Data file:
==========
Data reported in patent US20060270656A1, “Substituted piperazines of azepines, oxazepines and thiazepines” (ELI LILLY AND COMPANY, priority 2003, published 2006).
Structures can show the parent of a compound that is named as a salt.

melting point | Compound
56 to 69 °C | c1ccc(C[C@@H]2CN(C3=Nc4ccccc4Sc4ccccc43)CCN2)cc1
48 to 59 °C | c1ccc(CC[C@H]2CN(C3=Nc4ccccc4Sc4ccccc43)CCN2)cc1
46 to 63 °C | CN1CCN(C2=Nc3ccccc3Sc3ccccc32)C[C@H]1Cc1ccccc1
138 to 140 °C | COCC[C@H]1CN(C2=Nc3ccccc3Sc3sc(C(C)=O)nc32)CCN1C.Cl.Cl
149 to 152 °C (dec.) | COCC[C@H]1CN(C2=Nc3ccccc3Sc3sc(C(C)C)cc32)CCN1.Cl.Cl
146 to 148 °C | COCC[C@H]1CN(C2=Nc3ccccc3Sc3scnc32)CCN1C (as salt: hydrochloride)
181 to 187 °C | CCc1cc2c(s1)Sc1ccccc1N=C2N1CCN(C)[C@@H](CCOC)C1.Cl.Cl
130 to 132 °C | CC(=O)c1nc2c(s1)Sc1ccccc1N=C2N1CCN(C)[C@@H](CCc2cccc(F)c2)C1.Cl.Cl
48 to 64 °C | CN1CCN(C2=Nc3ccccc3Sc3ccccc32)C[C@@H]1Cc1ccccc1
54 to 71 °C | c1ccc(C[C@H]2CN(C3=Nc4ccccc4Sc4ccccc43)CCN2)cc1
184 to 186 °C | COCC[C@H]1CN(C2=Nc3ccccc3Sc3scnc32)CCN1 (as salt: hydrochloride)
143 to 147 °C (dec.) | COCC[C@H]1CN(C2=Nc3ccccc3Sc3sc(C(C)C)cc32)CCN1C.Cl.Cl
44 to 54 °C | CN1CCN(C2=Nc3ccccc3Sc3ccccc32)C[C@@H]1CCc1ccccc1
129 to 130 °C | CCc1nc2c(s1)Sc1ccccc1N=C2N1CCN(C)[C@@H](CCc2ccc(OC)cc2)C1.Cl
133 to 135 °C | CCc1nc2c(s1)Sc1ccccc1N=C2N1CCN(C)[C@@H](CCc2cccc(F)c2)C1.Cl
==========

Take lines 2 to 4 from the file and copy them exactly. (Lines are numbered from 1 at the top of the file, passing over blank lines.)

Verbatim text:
Structures can show the parent of a compound that is named as a salt.

melting point | Compound
56 to 69 °C | c1ccc(C[C@@H]2CN(C3=Nc4ccccc4Sc4ccccc43)CCN2)cc1